A better-than-you'd-suspect noirish psychological thriller shot in Connecticut in 1962 for just $40,000, Violent Midnight (1964), better remembered under its general release title, Psychomania, is the third of a trio Del Tenney movies released by Dark Sky Films. Well-acted, adult, and imaginatively directed, it's by far the best of the three but unfortunately has the most problematic transfer. Despite their low budgets and terrible reputations, all three (the other two are The Horror of Party Beach and Curse of the Living Corpse, released as a double-feature disc) have at least something to recommend them.
Millionaire artist and troubled Korean War veteran Elliott Freeman (Lee Phillips) - he "flipped his lid when one of his buddies bought it" - is being investigated by Detective Palmer (Dick Van Patten)* after the grisly stabbing of Elliott's nude model and former lover Dolores (Kaye Elhardt). For one thing, Elliott was seen fighting over her with local hoodlum biker Charlie (James Farentino) and, we learn, he may have been behind the shotgun murder of his father years before - a murder hushed up and ruled accidental thanks to slick family attorney Adrian Benedict (Shepperd Strudwick).
There's no shortage of suspects, from voyeuristic girls' college Professor Melbourne (Day Tuttle) and Benedict's hulking mute chauffer Max (Mike O'Dowd) to Charlie's jealous and grotesque sometime biker-chick lover Sylvia (Sylvia Miles). Meanwhile, Elliott's newly-arrived half-sister Lynn (Margot Hartman, Del Tenney's wife) and his newfound girlfriend, perky college girl Carol (Jean Hale), thicken the plot and threaten to be the killer's next victim.
Though for years movies like Violent Midnight were dismissed as low-budget junk, recently critics are beginning to reevaluate these pictures. The Irvin S. Yeaworth Jr. / Jack H. Harris films out of Pennsylvania, for instance (The Blob, The 4-D Man) are now recognized as clever low-budget sci-fi films with surprisingly smart characterizations and production ingenuity. East Coast productions like these were certainly far superior to most same-budget Hollywood films, from the hopeless ineptitude of writer-director Ed Wood's movies to the contempt-laden oeuvre of producer Jerry Warren.
Violent Midnight's brief nudity and sexual situations struck critics at the time as cheap exploitation, but in fact it's simply a movie made for adults with adult themes, content almost unheard of for a commercial feature at this budget level. The acting, too is a surprise. Most cheap films produced outside of Hollywood, including Denney's own Horror of Party Beach, have terrible performances, yet almost everyone in Violent Midnight is excellent, with most of the cast New York-based stage and TV actors.
And where most directors of cheap movies sacrifice all imagination in the name of expediency, dominating their pictures with static medium shots designed to burn up as many script pages as possible, director Richard Hilliard and cinematographer Louis McMahon show much imagination throughout with a wide variety of set-ups that really service Robin Miller's script. Of the many Psycho imitators, Violent Midnight's first murder, really the only scene directly imitating Hitchcock's film, is almost unique from this era in that it clearly understands what made the shower scene work in the first place, employing similar subliminal cuts. Overall, one easily imagines the entire the cast and crew working 20-hour days giving it their all, trying to make Violent Midnight as good a film as was possible, and by and large they succeed.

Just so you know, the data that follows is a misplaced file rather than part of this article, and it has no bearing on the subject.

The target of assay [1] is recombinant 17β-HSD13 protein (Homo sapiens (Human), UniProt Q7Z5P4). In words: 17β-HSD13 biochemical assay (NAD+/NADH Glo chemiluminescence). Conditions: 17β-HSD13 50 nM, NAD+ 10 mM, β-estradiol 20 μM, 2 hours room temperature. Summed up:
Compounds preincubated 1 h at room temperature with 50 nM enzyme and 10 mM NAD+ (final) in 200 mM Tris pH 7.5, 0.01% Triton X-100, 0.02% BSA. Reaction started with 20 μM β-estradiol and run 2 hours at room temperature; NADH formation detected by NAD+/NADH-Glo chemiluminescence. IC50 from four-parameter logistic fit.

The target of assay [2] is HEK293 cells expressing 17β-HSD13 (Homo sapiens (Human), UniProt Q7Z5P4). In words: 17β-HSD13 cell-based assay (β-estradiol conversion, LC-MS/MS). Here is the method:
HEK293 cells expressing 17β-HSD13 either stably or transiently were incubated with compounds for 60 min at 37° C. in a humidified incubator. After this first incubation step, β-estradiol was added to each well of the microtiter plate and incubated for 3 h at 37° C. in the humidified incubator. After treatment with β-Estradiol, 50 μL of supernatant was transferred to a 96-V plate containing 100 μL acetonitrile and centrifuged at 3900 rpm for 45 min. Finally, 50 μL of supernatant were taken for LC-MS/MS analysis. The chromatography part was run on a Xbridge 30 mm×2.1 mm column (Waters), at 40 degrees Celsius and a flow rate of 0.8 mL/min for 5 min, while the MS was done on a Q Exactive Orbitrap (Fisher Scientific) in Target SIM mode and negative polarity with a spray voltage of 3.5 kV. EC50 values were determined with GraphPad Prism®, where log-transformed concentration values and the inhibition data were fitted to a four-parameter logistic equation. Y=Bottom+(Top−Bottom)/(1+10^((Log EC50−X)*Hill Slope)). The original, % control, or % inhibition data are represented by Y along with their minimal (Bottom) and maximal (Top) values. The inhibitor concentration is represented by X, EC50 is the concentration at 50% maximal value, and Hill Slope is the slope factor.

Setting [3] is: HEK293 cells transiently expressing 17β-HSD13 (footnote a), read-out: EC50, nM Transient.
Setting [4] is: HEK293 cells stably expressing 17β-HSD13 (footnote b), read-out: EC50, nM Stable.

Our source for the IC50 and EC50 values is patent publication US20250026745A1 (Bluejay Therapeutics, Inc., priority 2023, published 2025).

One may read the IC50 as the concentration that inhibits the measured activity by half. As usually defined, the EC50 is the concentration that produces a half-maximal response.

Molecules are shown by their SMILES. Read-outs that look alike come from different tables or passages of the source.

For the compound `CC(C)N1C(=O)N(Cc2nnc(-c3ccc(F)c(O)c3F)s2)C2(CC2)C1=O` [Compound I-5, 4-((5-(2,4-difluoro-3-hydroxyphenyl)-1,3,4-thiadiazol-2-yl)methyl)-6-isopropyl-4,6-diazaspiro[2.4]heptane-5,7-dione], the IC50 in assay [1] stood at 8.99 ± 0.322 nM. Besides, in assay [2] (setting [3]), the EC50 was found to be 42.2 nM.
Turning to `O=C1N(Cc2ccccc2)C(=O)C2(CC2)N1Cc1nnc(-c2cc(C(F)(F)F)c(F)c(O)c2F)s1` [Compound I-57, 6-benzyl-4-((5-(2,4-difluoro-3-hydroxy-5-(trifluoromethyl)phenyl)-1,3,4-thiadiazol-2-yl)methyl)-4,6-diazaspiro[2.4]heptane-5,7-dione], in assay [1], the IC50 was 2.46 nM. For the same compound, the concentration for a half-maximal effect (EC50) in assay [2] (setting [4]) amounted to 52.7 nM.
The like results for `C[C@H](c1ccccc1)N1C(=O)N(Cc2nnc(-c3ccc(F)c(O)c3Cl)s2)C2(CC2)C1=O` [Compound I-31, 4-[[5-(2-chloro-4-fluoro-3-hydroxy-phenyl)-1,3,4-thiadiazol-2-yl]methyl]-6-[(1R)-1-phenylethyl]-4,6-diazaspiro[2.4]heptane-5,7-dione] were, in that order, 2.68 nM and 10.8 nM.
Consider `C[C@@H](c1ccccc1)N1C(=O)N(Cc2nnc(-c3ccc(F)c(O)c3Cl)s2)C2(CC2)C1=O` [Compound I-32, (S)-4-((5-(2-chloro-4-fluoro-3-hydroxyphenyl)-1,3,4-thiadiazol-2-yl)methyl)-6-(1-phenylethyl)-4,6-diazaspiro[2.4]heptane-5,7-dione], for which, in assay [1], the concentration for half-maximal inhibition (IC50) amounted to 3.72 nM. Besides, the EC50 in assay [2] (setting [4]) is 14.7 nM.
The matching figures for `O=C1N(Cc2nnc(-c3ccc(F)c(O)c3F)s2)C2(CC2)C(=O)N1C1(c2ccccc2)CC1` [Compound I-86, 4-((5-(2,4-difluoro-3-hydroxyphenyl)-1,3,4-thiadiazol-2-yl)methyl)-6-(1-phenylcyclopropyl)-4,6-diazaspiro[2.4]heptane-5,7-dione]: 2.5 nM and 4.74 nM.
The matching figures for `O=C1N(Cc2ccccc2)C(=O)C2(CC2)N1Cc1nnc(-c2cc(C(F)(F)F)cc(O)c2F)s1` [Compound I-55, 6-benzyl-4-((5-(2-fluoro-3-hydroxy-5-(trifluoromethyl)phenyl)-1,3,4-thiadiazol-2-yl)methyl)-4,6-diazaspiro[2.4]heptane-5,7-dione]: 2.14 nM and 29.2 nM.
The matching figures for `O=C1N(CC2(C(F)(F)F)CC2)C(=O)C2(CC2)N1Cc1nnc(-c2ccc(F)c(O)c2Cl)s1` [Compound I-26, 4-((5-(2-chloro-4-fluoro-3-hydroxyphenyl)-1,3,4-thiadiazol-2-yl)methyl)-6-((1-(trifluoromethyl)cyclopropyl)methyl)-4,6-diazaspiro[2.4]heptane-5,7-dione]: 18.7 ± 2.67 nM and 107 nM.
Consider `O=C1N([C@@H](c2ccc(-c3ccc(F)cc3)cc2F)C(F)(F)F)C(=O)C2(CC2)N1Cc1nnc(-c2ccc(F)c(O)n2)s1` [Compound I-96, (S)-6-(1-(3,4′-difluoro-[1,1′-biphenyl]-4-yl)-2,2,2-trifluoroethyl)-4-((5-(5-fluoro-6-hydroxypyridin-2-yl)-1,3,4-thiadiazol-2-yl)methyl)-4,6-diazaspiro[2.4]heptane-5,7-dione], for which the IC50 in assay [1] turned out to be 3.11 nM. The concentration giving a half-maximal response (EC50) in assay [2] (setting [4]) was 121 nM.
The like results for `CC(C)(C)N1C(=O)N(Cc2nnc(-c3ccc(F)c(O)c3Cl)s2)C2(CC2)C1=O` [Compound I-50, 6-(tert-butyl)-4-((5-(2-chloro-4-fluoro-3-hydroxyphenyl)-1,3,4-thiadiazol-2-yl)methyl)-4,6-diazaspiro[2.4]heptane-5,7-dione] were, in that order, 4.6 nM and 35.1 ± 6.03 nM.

Video & Audio
Violent Midnight's transfer is disappointing. Where Horror of Party Beach and Curse of the Living Corpse are properly 16:9 widescreen, Violent Midnight is incorrectly formatted at 4:3 full-frame, even though the compositions and opening titles (a dead giveaway) crop near-perfectly at 1.77:1. Unfortunately, zooming in the image creates other problems as there is much digital artifacting, especially obvious during the film's many forest and lakeside scenes, where the swaying branches and splashing water don't translate well at all. Ironically, the original film elements otherwise look pristine; you can see every blemish on the actors' faces.
Another plus is that Violent Midnight may amount to a "director's cut" - it's highly likely that the film's steamier aspects were trimmed to earn the picture a wider run on the drive-in circuit. In 1964 such nudity was pretty much limited to nudies and classy A-list films like The Pawnbroker. The mono sound is problematic in a different way: the original on-set sound recording is the film's biggest flaw; it's often tinny and hollow, and the ambient noises don't cut well together, though this is only mildly distracting and not Dark Sky's fault. Optional English subtitles are included.
Extras include an okay Audio Commentary with Del Tenney that could've used more participation from surviving cast and crew members (where's Mrs. Tenney?). A Photo Gallery features stills and lobby cards under both titles; and 4:3 letterboxed trailers for Horror of Party Beach and Curse of the Living Corpse.
Despite its disappointing transfer, Violent Midnight is still worth a look for its solid performances and above-average, adult screenplay and direction. It's no lost classic, but far better than its reputation would suggest.
* This is certainly the only movie where one can enjoy tough guy Dick Van Patten knocking out wimpy non-swimmer James Farentino.
Stuart Galbraith IV is a Kyoto-based film historian whose work includes The Emperor and the Wolf - The Lives and Films of Akira Kurosawa and Toshiro Mifune and Taschen's forthcoming Cinema Nippon. Visit Stuart's Cine Blogarama here.